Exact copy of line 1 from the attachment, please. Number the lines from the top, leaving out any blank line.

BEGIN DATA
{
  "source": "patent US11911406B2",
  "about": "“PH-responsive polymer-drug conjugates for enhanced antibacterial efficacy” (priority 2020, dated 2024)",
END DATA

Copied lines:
{